Europe is “lining up” in China for vaccine, state secretary Tamas Menczer said on his Facebook page on Sunday.
Menczer said in a video message that within a few hours after news was made public on Thursday that the Hungarian government is in advanced talks on acquiring a Chinese Covid-19 vaccine, 14 European countries had made their own enquiries at the manufacturer of the Chinese vaccine.
“By now, all of Europe is probably lining up in China, again,” he said.
Menczer said phones were “ringing off the hook” at the Foreign Ministry as European politicians called to ask “What’s this?” and why they didn’t know about it earlier.
He noted that
Hungarian doctors had travelled to China over the Christmas holidays and studied documentation and conducted video conferences during a mandatory two-week quarantine.
He added that some of them had said on Saturday they had been able to see everything they wanted to in China and were satisfied with the results.
“They’ll take their decision, and whatever it is, I’ll put my trust in them,” Menczer said.
As we wrote today, PM Orbán put pressure on the national health authority to approve the Chinese vaccine as soon as possible, saying that western vaccines get to the country very slowly, details HERE.
The vaccine against the coronavirus is not a matter of party politics, Human Resources Minister Miklós Kásler said on Sunday.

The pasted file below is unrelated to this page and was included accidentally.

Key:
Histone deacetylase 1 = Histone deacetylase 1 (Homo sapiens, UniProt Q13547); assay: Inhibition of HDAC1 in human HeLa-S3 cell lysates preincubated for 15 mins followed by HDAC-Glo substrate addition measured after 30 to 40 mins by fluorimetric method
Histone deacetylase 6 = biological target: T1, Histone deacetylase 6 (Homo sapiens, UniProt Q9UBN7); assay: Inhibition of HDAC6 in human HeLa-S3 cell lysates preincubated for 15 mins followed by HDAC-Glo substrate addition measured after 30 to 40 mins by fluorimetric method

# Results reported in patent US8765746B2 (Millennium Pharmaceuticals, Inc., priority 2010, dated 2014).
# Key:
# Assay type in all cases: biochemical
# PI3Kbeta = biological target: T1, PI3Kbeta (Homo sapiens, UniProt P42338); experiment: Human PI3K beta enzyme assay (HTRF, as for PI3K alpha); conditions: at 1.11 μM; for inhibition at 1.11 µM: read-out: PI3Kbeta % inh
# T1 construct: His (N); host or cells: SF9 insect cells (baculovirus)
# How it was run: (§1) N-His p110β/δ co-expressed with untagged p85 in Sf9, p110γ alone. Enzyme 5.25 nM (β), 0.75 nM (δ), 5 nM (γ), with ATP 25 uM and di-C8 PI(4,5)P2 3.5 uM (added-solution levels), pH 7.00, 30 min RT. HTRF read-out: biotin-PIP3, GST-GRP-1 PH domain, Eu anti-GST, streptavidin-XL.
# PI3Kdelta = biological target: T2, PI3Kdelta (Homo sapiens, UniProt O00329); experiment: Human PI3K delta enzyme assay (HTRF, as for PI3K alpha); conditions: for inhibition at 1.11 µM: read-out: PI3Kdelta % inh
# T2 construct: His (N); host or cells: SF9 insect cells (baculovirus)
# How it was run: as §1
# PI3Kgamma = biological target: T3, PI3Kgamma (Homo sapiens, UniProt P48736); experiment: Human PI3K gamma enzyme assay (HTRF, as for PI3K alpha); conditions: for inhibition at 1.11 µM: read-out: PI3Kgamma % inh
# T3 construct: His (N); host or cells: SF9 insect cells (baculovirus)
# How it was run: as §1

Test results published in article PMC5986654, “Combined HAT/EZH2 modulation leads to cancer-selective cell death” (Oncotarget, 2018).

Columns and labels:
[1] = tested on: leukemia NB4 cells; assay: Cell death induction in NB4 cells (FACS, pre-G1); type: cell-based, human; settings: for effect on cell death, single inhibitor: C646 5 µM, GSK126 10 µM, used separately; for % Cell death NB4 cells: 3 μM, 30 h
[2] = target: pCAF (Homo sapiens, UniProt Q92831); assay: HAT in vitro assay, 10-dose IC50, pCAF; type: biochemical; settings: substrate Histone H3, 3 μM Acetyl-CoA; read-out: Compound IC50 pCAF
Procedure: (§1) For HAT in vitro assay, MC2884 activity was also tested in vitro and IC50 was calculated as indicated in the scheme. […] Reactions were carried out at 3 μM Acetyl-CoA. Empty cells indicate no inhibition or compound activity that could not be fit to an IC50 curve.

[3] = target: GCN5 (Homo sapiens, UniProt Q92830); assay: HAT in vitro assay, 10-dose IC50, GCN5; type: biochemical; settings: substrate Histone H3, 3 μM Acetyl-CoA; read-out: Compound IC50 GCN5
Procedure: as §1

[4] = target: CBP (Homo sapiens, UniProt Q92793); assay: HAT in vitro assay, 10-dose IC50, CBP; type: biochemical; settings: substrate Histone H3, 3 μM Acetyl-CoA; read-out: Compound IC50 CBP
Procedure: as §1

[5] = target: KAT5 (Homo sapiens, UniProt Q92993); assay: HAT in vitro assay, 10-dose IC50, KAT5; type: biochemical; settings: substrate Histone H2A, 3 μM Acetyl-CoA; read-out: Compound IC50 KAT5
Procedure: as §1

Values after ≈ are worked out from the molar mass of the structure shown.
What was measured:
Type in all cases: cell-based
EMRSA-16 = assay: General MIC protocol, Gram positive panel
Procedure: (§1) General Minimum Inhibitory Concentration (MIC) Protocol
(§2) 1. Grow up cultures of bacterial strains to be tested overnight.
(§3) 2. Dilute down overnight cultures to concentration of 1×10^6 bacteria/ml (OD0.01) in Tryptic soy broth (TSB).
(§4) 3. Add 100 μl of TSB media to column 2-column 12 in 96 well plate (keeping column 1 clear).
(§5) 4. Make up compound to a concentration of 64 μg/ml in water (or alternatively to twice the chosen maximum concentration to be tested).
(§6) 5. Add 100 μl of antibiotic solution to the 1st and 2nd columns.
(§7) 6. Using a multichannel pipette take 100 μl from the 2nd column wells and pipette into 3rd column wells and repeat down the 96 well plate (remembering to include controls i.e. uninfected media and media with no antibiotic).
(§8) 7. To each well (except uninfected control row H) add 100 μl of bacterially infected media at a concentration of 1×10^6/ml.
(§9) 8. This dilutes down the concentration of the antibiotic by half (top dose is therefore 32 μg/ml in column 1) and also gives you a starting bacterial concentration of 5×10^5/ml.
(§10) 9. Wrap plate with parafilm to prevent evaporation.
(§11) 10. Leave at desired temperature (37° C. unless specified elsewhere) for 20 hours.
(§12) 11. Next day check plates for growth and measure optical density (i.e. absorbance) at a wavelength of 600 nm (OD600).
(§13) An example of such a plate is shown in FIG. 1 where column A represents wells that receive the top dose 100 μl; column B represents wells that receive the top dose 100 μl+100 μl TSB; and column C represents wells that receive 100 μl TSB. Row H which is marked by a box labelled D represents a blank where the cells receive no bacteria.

Immunity resulting from mass inoculation is the only way to stop the pandemic, Kasler said on Facebook. “Irresponsibly inciting a hostile atmosphere around various vaccines will undermine a process that could result in the lifting of lockdowns and restrictions,” he said.
“Statements made by some public figures and politicians are not only shocking but also dangerous,” he added.
Kasler said that in his capacity as a medical doctor and a minister, he condemned “fear-mongering for business or political interests, relativising facts, and conjecture that causes uncertainty”.
He said that over a hundred thousand Hungarians had been inoculated, but the European Union’s joint procurement of vaccines from Pfizer and Moderna had proven to be too slow. As a result, the government has started talks on acquiring other vaccines, but they will only become available once the authorities issue approval, ensuring their effectiveness and safety, he added.